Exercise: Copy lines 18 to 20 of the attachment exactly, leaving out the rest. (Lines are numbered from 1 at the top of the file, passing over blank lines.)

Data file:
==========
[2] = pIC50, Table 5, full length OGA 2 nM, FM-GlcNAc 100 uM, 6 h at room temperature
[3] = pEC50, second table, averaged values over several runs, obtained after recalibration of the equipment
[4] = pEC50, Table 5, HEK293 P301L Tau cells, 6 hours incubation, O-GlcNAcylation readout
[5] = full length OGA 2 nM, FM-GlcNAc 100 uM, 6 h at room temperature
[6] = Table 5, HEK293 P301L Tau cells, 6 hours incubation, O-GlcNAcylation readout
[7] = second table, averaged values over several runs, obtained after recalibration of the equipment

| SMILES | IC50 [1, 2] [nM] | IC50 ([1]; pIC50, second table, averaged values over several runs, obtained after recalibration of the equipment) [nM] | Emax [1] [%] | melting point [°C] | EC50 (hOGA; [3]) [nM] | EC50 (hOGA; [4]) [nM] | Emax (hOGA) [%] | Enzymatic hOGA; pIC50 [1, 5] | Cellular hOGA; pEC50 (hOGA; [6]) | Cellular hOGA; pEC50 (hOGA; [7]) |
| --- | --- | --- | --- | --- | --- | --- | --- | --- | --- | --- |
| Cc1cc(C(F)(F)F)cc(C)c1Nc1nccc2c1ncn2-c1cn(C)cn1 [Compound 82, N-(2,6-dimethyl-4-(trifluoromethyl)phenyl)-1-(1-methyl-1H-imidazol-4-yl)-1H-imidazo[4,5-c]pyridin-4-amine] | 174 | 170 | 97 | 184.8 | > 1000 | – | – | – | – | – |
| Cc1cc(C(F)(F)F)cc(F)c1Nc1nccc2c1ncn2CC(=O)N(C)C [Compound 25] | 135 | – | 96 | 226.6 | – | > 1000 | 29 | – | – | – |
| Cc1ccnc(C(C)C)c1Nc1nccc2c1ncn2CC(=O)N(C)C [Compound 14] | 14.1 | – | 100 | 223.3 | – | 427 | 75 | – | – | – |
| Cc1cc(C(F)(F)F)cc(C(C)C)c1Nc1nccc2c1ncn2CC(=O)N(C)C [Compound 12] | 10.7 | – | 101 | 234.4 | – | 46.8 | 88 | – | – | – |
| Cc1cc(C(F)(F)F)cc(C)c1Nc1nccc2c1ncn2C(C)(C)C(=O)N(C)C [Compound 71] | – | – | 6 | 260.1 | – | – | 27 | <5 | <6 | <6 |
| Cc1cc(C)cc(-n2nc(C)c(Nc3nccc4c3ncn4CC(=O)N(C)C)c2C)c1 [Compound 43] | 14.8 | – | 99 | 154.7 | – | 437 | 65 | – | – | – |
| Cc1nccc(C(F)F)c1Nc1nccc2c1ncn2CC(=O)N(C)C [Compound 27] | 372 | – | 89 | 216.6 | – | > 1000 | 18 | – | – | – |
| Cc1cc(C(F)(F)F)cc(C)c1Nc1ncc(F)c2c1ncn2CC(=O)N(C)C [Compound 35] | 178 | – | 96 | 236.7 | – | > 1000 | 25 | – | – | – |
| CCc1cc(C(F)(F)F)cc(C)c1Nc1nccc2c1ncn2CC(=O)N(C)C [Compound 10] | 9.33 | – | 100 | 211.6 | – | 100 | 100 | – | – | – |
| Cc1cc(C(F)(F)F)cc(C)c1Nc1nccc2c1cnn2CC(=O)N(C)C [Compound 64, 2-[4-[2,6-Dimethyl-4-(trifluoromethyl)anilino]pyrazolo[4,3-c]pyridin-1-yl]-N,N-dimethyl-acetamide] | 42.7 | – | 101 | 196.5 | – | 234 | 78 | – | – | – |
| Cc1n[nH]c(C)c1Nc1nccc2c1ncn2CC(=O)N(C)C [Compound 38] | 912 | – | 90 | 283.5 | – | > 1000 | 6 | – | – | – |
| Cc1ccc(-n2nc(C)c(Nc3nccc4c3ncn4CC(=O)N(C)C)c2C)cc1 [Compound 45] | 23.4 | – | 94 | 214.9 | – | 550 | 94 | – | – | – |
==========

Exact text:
| Cc1cc(C(F)(F)F)cc(C)c1Nc1nccc2c1cnn2CC(=O)N(C)C [Compound 64, 2-[4-[2,6-Dimethyl-4-(trifluoromethyl)anilino]pyrazolo[4,3-c]pyridin-1-yl]-N,N-dimethyl-acetamide] | 42.7 | – | 101 | 196.5 | – | 234 | 78 | – | – | – |
| Cc1n[nH]c(C)c1Nc1nccc2c1ncn2CC(=O)N(C)C [Compound 38] | 912 | – | 90 | 283.5 | – | > 1000 | 6 | – | – | – |
| Cc1ccc(-n2nc(C)c(Nc3nccc4c3ncn4CC(=O)N(C)C)c2C)cc1 [Compound 45] | 23.4 | – | 94 | 214.9 | – | 550 | 94 | – | – | – |